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Fantasy football 2020: AFC North series III


We’re back, just like I said we would be! Last time we spoke, we took an in depth look at the rise of Miles Boykin, and why he is the only undervalued player on the Ravens in 2020 and this week we move on to the Cincinnati Bengals.

I’m sure you understand what’s going on by now, but before we get into it once more, a reminder of the point of the following exercise. This is not about who will score the most fantasy football points in 2020; rather, who will get you the best value based on their draft position, their output, and their opportunity.

For reference, the following stats are taken from a few different sources, all of which are worth your time to look at.

The ADP is taken from a combination of, and both of which provide exceptional tracking data for ADP’s over the year. The rankings are taken from various sources, most prominently our very own TimeSkew fantasy rankings, which project scores and stats for the 2020 season.


Cincinnati Bengals


Candidly speaking, this was not an easy exercise for the Bengals. The main fantasy draw for the team, Joe Mixon, is very appropriately rated in most respects; rounding out as the RB10 with an ADP hovering around 1.12-2.01.

Their 2019 cast of pass catchers are just barely scraping into the conversation of fantasy relevance, with Tyler Boyd leading that particular charge with an ADP in the eighth round as the WR30-34. Boyd had a excellent season, quietly racking up over 1000 yards for the second time and five TD’s, but faces some regression in 2020 with rookies and veterans muscling their way in to his receptions.

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John Ross, Auden Tate and Alex Erickson all saw extensive playing time. But outside of Erickson’s excellent game in week seven against a poor Jacksonville defense (8-137-13.5pts) the group failed to make an impact. Tate was consistent up until his injury in week 14, but looks to have his outside receiver snaps taken by the newly drafted Tee Higgins.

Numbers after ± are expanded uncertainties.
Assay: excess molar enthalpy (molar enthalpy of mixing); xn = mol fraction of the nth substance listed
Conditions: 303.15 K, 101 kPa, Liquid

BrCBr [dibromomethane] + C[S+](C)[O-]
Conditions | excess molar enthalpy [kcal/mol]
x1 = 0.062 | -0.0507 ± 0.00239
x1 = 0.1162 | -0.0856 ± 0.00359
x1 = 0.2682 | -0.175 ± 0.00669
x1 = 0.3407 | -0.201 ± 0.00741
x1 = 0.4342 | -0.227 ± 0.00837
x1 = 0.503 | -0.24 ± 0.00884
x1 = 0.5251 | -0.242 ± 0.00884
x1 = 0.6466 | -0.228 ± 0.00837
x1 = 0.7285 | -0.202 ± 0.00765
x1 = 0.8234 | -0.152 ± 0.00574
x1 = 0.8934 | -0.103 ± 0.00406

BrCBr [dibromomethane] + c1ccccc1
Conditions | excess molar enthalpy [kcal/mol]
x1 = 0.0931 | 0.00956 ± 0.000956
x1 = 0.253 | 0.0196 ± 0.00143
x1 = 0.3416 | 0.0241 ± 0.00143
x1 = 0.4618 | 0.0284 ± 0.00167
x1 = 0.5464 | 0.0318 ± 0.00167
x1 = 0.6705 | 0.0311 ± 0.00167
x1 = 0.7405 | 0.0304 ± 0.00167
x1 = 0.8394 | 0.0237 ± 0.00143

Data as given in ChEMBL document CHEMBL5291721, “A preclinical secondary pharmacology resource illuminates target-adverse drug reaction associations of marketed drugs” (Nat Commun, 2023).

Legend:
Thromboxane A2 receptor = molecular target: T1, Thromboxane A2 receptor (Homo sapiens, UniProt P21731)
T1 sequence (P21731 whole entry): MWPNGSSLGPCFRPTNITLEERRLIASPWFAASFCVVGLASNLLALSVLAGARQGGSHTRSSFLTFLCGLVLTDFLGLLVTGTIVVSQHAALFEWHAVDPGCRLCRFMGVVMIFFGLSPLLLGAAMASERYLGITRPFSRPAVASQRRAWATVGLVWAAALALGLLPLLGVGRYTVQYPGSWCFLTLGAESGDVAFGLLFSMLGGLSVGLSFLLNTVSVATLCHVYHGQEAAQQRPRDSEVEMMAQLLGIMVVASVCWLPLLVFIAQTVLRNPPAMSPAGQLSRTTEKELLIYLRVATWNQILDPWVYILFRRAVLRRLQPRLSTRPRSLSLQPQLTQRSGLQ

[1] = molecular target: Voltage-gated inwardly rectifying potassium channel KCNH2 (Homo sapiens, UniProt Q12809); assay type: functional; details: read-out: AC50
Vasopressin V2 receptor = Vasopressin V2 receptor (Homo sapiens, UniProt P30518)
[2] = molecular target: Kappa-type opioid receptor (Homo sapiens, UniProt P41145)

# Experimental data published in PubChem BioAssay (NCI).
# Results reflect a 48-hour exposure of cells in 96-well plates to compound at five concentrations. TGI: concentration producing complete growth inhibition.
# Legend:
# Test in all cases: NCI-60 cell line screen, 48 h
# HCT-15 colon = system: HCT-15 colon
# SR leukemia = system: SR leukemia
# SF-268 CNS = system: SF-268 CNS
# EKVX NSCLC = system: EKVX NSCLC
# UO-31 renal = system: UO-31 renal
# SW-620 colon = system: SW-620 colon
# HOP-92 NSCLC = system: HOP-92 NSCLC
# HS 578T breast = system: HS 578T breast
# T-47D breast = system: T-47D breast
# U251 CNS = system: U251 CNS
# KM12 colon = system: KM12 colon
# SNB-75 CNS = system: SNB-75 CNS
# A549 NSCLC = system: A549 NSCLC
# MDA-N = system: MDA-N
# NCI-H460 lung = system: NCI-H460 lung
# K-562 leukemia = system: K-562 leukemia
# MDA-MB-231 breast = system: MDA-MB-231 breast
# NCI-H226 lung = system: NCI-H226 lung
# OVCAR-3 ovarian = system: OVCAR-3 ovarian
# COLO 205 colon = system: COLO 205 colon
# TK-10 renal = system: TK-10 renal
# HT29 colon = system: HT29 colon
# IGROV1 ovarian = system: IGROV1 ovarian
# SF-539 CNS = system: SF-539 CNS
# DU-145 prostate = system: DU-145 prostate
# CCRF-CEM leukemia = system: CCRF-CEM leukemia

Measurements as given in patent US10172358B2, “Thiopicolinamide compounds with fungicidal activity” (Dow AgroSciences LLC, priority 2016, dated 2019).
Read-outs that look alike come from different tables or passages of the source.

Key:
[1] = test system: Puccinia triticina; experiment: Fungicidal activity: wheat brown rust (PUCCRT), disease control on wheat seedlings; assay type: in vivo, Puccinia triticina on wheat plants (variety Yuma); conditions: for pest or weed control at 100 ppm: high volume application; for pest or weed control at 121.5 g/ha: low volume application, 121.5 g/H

The Burrow factor?

The newly minted number one draft pick and Heisman trophy winner Joe Burrow projects as the QB20. He’s being drafted early in the 14th round as the QB22-24, so there is some value in the former LSU star. However, in order to live up to these projections, Burrow will have to outperform the historic 2018 season of Baker Mayfield. Can he do it? Impossible to say at this point.

I would love to write a piece about the resurgence of Giovanni Bernard and his role in the new Bengals offense. However, the diminutive back seems to have hit a wall with his production. Gio averaged a career-low 3.2 yards per carry and 2.5 fantasy points per game – not exactly bang for your buck.

But there is one veteran who returns to action in the Queen City with a chip on his shoulder. A multi-time pro-bowler with six 1000 yard seasons, 63 touchdowns and two working ankles and ten healthy toes to show off…

A.J. Green – wide receiver


Why AJ?

Imagine this question in 2017. Insanity. But the world has changed and so has the NFL. Several season ending injuries later, A.J. is being drafted behind receivers such as:

Don’t take this the wrong way. All three of the young guns ahead of A.J. are legitimate NFL talents with bright futures. But a healthy A.J. Green is the dominant, undisputed number one threat on any offense.

Reflecting on 2019 (and 2018)

Last time we saw A.J. in mid-2018 he was on pace for 137 targets, 82 catches, 1,234 yards and 11 scores. This would have been good for nearly 190 fantasy points and a WR2 or 3 finish in 2019.

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Unfortunately, A.J. suffered through several injuries in 2018 that put him on the shelf for a large chunk of the season and wiped out his 2019 campaign. This has been a recurring theme in A.J’s career. He has suited up for only nine of the Bengals last 32 contests and only played a full 16 game slate in four of his nine seasons in Cincinnati.

“Everything’s been positive with A.J. He’s fully healthy.” Zac Taylor on A.J. Green

As per @Ben_Baby on Twitter

Bengals second year head coach Zac Taylor seems optimistic that Green can be an impactful player in 2020. But Bengals fans and potential fantasy owners are right to be on edge. Just look at the injury profile that put together:

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Yes; that’s an injury probability rating of 65.7% and a fragility rating of 84.6%. That’s grim reading by any stretch of the imagination.


Did the draft impact Green?

Long term -yes, short term – no. In terms of his fellow receivers, the big bodied jump ball specialist from Clemson Tee Higgins makes his way to Cincinnati as a second round pick looking for opportunity. The lack of preparation time for Higgins due to the pandemic, and the shift required for most college receivers to succeed in the NFL may hinder his opportunity. But the current options impact Green more.

Click here for a full breakdown on the Bengals selecting Higgins